January - June
600 miles by ski and canoe
January: Life at Kroka Farm Base Camp in Marlow, NH
We come together as a large family at Kroka’s base camp and learn a multitude of new skills. We learn new ways of living, documenting our progress through prose, poetry, drawing and craft. Each day starts with morning chores – from caring for farm animals to splitting wood, shoveling snow, and cooking on a wood stove. Morning chores are followed by silent observation of the world from everyone’s secret spot. After breakfast we begin our study. January subjects are directly connected with expedition preparation and range from meteorology and wilderness medicine to nutrition and equipment construction. We learn classical and skate skiing, practicing daily, and take to the slopes of a nearby ski mountain for backcountry downhill lessons. Afternoons are devoted to studying and hand crafts. In addition, each student will focus on an independent project in an area of the expedition, such as food manager, gear and equipment manager or master navigator. While students progress on their projects, expedition plans materialize into reality. Each day ends with a study hall, songs, music and community time.
February and March: Life on the Trail
With skis on our feet, we leave behind the long lists of expedition plans and greet the winter trail. Three hundred miles of unbroken snow stretches out before us, and every day is a new adventure. Who knows where we will sleep? Fir boughs will make a soft bed and dry wood a warm tent. We study the sky and learn to listen to the language of the earth - tomorrow it will snow! We study the tracks of our new family: fisher, muskrat, squirrel and deer. We read the ice and learn how to find the door of a beaver’s lodge. We get to know trees as we encounter them on the trail; we will learn to read the landscape and begin to understand the history of settlements. We will carve telemark turns down steep hills on winding trails.
April: The North Woods Stewardship Center
As the snow melts away and the spring sun warms the earth, we change our focus from skiing to studying and preparing for the trip south. The same snow that allowed us to travel over the mountains will now feed the rivers that carry us home. But first there is exciting work to be done! We make a semi-permanent home from large canvas wall tents. We study the history and culture of the region through interviews, stories, observation and community service. A master canoe builder comes and builds a cedar and canvas canoe with us, our craft for the journey home. Days of pounding brown ash yields strips to weave our pack baskets. After a month of carving, pounding, reading, sanding, weaving, writing, and chopping, we pick up a new tool. It’s smooth, strong, and individually crafted—the paddle. We step into a shining cedar canoe with paddles in hand. The ancient travel routes open to us and suddenly, we are free.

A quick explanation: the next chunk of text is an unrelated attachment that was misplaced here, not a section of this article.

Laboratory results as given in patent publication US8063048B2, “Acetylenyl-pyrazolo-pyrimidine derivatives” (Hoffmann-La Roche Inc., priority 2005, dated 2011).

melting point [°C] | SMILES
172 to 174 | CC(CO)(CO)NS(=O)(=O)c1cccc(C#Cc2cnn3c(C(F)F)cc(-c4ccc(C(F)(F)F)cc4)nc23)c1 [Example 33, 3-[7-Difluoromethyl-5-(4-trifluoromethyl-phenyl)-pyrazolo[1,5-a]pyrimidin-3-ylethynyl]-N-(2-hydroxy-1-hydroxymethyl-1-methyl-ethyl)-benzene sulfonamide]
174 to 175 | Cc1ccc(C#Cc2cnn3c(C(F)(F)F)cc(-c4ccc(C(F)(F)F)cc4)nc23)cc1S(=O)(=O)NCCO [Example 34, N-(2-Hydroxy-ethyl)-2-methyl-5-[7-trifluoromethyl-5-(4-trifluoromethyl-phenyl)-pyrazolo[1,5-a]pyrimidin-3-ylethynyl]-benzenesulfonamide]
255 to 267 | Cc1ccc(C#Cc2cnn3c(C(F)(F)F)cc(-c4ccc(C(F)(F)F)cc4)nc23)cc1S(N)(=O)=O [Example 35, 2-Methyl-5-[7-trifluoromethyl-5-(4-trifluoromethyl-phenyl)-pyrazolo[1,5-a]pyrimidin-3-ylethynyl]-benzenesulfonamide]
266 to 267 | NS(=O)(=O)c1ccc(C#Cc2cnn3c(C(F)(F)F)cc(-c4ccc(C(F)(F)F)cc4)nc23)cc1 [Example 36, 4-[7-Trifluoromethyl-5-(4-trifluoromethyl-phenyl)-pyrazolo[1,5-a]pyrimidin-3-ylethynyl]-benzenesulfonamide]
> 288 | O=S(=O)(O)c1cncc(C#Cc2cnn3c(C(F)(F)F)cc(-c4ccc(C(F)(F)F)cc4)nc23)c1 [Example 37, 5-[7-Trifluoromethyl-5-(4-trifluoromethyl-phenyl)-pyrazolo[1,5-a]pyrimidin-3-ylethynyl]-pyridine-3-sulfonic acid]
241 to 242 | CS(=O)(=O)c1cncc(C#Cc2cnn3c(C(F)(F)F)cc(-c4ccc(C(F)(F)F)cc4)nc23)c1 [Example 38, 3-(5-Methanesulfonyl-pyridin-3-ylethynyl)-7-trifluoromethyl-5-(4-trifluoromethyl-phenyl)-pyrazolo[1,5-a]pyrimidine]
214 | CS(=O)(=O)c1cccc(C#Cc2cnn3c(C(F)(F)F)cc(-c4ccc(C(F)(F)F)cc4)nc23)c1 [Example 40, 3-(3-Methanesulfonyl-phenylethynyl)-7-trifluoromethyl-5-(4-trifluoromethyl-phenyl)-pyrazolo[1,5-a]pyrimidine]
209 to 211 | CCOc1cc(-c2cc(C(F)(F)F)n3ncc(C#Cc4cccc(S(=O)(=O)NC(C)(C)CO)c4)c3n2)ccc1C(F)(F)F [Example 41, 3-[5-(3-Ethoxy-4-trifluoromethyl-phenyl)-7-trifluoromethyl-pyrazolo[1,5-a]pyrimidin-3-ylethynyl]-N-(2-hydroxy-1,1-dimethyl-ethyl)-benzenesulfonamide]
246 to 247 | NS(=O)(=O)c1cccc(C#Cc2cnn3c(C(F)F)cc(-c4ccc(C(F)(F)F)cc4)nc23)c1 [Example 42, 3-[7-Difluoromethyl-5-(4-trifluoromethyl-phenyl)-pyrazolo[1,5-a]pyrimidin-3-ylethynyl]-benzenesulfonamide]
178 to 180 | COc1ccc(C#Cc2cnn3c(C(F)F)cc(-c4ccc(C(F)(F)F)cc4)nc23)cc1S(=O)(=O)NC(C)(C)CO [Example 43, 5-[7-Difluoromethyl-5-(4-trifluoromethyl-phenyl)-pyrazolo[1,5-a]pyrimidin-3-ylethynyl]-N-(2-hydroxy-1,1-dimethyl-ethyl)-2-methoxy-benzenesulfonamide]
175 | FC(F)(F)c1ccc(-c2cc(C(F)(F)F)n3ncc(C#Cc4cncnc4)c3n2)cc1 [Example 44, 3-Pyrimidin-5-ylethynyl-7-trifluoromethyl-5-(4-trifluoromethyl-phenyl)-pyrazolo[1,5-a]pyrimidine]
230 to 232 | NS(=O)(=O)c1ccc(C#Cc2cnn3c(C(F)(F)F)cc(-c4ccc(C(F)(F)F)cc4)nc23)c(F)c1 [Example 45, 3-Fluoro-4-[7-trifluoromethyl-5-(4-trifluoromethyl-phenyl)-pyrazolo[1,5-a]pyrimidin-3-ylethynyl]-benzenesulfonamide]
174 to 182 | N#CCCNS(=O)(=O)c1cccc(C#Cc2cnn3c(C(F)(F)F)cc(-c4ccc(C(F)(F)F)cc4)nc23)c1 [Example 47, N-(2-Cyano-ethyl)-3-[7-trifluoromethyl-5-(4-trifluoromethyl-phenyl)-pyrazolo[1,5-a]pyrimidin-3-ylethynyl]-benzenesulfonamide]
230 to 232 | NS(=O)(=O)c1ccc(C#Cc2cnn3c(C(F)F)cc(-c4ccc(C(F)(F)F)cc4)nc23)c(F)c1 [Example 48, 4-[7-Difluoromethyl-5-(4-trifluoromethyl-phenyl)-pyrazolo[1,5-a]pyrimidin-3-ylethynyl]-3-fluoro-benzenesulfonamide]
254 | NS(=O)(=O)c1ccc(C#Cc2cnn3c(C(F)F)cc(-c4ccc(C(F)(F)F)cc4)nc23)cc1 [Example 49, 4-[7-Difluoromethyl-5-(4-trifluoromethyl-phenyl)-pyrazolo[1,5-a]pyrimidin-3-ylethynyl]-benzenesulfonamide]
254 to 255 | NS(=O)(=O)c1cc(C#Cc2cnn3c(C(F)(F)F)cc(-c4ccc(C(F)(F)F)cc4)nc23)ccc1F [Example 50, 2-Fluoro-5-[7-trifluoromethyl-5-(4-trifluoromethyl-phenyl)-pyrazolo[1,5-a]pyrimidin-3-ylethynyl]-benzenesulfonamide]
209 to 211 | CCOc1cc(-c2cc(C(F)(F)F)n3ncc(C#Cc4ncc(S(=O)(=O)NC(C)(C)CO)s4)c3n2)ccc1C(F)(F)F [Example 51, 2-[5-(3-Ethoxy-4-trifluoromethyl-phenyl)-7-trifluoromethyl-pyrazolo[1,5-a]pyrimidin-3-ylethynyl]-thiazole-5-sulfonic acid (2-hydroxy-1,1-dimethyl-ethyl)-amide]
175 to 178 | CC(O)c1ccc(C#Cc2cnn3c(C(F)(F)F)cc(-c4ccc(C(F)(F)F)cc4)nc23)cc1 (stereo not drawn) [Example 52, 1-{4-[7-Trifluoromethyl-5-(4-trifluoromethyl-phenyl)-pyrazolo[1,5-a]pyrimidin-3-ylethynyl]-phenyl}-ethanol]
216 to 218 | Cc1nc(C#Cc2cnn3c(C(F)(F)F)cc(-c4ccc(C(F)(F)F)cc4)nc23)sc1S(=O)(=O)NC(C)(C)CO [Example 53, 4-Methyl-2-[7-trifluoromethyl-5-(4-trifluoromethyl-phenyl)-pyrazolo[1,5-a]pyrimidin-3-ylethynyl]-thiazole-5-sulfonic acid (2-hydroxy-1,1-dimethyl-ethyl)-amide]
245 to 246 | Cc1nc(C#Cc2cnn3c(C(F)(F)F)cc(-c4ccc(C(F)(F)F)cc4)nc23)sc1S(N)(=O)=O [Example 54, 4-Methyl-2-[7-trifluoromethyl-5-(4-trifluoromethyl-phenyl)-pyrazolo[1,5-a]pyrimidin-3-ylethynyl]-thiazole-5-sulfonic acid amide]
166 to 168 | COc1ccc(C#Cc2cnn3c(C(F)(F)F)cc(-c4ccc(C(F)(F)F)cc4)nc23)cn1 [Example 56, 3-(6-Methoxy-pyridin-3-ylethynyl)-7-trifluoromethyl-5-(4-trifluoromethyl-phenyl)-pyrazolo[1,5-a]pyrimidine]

May: Life on the River
The days grow longer and new life awakens – we learn the birds who sing us awake each morning, sketch the ephemeral wildflowers that bloom in riparian soil, and give thanks to the occasional fish on the end of our hook. We fill our bowls with fiddleheads, groundnuts, knotweed pie, and other sustenance from the riverbank. We make fire by friction, study hydropower and water quality, and learn geology from the top of Mt Ascutney. We tan deer hides and make moccasins, soft shoes for walking lightly on the Earth.
May/June: Farm Base Camp in Marlow, NH
Six hundred miles later we arrive back at our Base Camp in Marlow, NH. On our final building project at base camp we will put to work all the skills we have acquired in the past months. The last week of the journey is devoted to reflection, finishing academics and preparing a presentation to the community. Our journey is now over, but it is just the beginning of a life-long passion for wilderness adventure, conscious living, and a connection to nature and the spirit within.